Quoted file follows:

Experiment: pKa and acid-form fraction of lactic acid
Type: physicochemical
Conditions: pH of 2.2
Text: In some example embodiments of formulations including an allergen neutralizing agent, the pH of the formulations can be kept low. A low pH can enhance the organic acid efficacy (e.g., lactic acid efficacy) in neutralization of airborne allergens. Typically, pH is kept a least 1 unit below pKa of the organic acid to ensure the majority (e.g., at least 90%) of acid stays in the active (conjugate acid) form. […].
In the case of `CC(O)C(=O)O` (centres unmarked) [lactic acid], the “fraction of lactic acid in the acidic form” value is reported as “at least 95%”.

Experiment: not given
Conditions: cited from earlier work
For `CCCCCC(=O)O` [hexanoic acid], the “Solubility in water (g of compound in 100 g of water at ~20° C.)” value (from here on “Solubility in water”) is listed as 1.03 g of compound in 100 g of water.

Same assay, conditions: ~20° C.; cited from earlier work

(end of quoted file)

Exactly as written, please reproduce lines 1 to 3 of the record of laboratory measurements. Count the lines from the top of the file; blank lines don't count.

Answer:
Experiment: pKa and acid-form fraction of lactic acid
Type: physicochemical
Conditions: pH of 2.2